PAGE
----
Those of you of a certain age (and you know what that age is) probably remember this great song from the ultimate 60s Motown girl group, The Supremes:
If you’re not familiar with the song, be sure to check it out. If you listen closely you’ll hear a lot of the foundational elements that today’s pop music is built on.
But what you’ll also hear is a message that also pertains to fastpitch softball players. Not to mention their coaches and parents.
We live in a world where we want what we want when we want it. We don’t like to wait – we want results NOW!!!! And we’re afraid if we don’t get them NOW!!!! we’re going to miss out on important opportunities.
Now, if you’re 16 years old or above, there is a bit of hurry up involved. If you’re planning to play college softball you don’t have much time to develop the skills required to be invited onto a team. If you’re not planning on playing beyond high school, the end of your career is looming.
The thing is, however, is that softball skills take time to develop. And repetition. Lots and lots of good repetition.
No matter how much you want to be successful, or how much you wish the time element wasn’t true, it is.
Now, a good coach or private instructor can help you shortcut some of that time. Back in the days when The Supremes were cranking out hit song after hit song, most softball skill learning happened through trial and error, and emulation of successful older players.
You looked at what those players were doing and you tried to copy it. Eventually, you figured out what worked best for you and you were ready to rock and roll.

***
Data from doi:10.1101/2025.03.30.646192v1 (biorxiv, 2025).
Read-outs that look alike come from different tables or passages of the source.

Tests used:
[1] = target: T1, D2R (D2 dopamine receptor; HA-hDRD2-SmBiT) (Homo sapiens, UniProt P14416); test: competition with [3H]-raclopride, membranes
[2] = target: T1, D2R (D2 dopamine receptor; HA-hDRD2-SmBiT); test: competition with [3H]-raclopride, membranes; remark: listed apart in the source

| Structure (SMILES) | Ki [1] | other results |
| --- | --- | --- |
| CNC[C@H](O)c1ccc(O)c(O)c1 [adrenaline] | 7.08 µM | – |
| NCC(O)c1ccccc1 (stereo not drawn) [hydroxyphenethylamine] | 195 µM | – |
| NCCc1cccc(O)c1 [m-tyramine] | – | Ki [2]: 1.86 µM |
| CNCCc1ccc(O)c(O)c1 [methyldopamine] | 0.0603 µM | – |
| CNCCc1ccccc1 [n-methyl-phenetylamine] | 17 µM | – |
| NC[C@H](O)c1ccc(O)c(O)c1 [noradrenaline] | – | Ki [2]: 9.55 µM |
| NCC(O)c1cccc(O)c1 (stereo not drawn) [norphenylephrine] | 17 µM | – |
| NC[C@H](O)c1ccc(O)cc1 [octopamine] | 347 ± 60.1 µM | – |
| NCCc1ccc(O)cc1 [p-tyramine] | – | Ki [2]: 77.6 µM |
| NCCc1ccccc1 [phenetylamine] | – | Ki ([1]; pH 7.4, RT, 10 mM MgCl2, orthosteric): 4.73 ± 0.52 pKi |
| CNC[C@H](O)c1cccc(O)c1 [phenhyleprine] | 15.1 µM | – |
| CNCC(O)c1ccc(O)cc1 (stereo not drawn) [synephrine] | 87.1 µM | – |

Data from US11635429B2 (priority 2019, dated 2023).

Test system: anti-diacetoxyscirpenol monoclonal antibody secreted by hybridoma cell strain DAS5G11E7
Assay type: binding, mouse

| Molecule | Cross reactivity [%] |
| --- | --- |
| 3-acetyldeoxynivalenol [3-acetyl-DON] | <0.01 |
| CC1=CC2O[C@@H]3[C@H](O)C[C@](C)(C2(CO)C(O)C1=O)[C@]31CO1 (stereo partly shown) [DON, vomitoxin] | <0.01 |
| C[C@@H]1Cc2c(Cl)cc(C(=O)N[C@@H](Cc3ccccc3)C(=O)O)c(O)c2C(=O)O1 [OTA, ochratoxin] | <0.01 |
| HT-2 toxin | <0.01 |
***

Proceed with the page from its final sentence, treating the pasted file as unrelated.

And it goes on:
A good coach or instructor will already have a pretty strong idea of what works and what doesn’t, and will be able to look at what you’re doing and help you throw out the stuff that doesn’t work faster.
Still, it’s a process. It may not take as much time as doing it yourself, but it will still take time. Lots and lots of time.
The more you practice with intention and a goal in mind, the more you’ll be able to shave off some of that time. But it will still take time. There is no getting around that.
It takes time to replace old habits with new ones. Here’s a great article that explains why. The short version is that you’re actually making physiological changes under the hood, rewriting what has been hard wired into your brain so you can do things differently/better. Here’s some additional information on it from a past post too.
It would be nice if that weren’t the case – if there was some secret shortcut that would get you to the destination immediately like a transporter on Star Trek. But there isn’t.
In fact, when I start with a new student I will usually place my hand on her head or helmet and tell her if I could just do that, say “Be healed” and instantly turn her into a great player I would.
Of course, I also point out that if I could do that lessons would be $1,000 each and there would be a line down the street a mile long to get some of that, because that’s the dream.
But I can’t. No one can. Each of us learns in our own way, and in our own time.
Put 10 players in front of any coach, have them all receive the same instruction at the same time, and guess what? The results you get will vary.
Some will get it right away, some will get it somewhat, and some may not get it at all and will need it explained differently.
It’s the same for the long-term. Learning anything, especially if you want to do it at a high level, takes time.
It would be nice if coaches could just show a player what to do and she’d be instantly perfect at it, but it doesn’t work that way. And thinking it could is likely to lead to disappointment, which leads to discouragement, which leads to players deciding softball isn’t for them anymore.
Don’t fall into that trap. Instead, follow the Stockdale Paradox. When you’re facing a challenge, like learning a new skill or a new position, know that you will succeed. But don’t put a timeframe or other limitations on it.
Instead, believe in yourself and just keep plugging away at it. Do the right things and you’ll get there. And what a story you’ll have to tell ESPN when they come to interview you.